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/dev/sctl/c6t1l0 on HP, or /dev/ovpass0 on AIX), or specify its


/dev/rmt/device_file_name or /dev/rdsk/device_file_name.
See the list of example /dev/sg paths on the previous page.
■ If you want to use any available tape or disk drive that is third-party-copy
capable or connected to a third-party copy device, specify the TAPE or DISK
keyword.
■ If you want to limit the third-party copy device to that of a particular vendor
or type, while including a variety of devices in the file, use the END keyword.
First enter the device(s) you want to use, followed by END, then specify any
other devices you might want to use at another time. For more information,
refer to “Keywords in the mover.conf File” on page 107.

SCSI reservations
For backups that use the third-party copy device method, SCSI reserve may be
required to prevent unintended sharing of tape devices by multiple hosts on the
SAN.
With SCSI reserve, either the media server or the third-party copy device
acquires exclusive control over the tape drive, thus preventing other jobs from
accessing the tape during the backup.
The bptm process logs all SCSI reserve commands. For background information
on SCSI reserve, refer to the NetBackup Administrator’s Guide, Volume I and
Volume II.

To use SCSI reserve/release

Note: If your mover.conf file contains only /dev/rmt/device_path entries or the


TAPE keyword, SCSI reserve/release will be used for the backup. No further
configuration is needed for SCSI reserve/release.

SCSI reserve/release is configured by means of the mover.conf file. The type of


entry to make in mover.conf depends on the type of tape device and the network
connection it is using, as follows:
■ If the tape device is a Fibre Channel device (not connected behind a router or
bridge):
Specify the passthru path of the third-party copy device followed by the
i=reserve_value. For example:
/dev/sg/c6t1l0 i=2000001086100d5e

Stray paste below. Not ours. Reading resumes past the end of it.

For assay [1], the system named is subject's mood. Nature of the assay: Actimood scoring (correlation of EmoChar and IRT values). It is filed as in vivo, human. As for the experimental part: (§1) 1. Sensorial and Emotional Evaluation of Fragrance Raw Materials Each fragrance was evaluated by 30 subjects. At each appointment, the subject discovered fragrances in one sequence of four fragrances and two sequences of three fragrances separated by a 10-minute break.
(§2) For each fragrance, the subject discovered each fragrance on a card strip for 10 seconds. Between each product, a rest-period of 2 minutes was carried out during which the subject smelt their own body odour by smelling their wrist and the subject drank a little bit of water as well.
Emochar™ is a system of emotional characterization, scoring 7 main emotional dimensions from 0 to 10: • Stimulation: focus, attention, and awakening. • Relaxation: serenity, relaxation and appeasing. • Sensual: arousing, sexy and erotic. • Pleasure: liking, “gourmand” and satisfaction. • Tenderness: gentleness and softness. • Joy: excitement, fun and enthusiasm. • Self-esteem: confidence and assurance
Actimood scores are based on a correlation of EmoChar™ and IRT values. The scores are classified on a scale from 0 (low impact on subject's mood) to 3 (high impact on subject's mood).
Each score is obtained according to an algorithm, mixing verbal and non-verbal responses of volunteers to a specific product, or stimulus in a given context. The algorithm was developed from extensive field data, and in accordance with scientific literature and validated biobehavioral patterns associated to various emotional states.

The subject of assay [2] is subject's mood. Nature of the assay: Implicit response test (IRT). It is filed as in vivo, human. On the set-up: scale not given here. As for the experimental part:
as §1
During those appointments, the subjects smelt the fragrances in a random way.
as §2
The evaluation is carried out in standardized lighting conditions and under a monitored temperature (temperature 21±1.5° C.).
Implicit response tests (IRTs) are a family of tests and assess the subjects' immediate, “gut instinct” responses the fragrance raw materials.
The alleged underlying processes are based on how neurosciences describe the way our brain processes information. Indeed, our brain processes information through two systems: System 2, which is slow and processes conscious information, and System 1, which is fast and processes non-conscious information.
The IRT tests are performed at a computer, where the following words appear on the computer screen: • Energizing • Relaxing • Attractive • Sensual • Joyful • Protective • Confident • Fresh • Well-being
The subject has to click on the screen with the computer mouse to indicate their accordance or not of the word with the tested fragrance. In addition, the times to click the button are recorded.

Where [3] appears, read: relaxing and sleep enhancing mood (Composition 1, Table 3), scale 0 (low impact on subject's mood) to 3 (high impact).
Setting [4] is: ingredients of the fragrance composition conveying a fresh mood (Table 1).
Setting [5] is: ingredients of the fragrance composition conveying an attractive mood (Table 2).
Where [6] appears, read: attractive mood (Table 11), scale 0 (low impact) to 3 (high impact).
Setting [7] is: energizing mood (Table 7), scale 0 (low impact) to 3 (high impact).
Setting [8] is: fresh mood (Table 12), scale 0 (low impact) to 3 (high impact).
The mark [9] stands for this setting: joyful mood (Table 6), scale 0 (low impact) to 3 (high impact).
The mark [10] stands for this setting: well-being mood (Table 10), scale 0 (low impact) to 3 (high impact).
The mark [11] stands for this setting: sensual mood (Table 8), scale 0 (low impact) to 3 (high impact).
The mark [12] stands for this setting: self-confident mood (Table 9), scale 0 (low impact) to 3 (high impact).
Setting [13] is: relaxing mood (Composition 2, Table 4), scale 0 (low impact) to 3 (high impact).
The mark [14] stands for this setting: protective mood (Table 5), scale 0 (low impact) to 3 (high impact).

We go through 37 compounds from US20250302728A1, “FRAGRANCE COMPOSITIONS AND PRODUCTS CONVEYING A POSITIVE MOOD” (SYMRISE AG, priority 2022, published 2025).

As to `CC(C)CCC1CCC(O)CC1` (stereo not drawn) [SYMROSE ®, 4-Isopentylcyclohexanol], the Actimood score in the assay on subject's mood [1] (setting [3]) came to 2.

where 2000001086100d5e is a 16-digit user-supplied value. See
“i=reserve_value” on page 109 for more information on this value.

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The third party copy device must be the tape device itself, or the tape drive
must support a special kind of SCSI reserve/release called third-party
reservation; otherwise, SCSI reserve/release will not be used.
■ If the tape device does not have third-party copy functionality and does not
support the i=reserve_value:
Specify the passthru path of the third-party copy device followed by the hr
keyword. For example:
/dev/sg/c6t1l0 hr
The hr keyword tells NetBackup to use SCSI reserve/release. If the hr
keyword is omitted, SCSI reserve/release is not used.
■ If the tape is behind the third-party copy device or has its own third-party
copy functionality:
Specify the tape device path or the TAPE keyword. For example:
/dev/rmt/2cbn
or
TAPE

Keywords in the mover.conf File


The following keywords can be included in the mover file:

DISK
For a third-party copy backup, the DISK keyword tells NetBackup to attempt to
use a disk involved with the current backup if that disk has third-party copy
functionality or is behind (SCSI-connected to) a third-party copy device. This
allows better concurrent backup processing, so that two or more backup jobs can
execute simultaneously.

Note: A valid SCSI passthru driver device path must be included in the
mover.conf file, after the DISK keyword. This device path is used for tape
verification and tape movement before a third-party copy capable disk is
discovered. An example of a passthru driver device path is /dev/sg/c6t1l0 on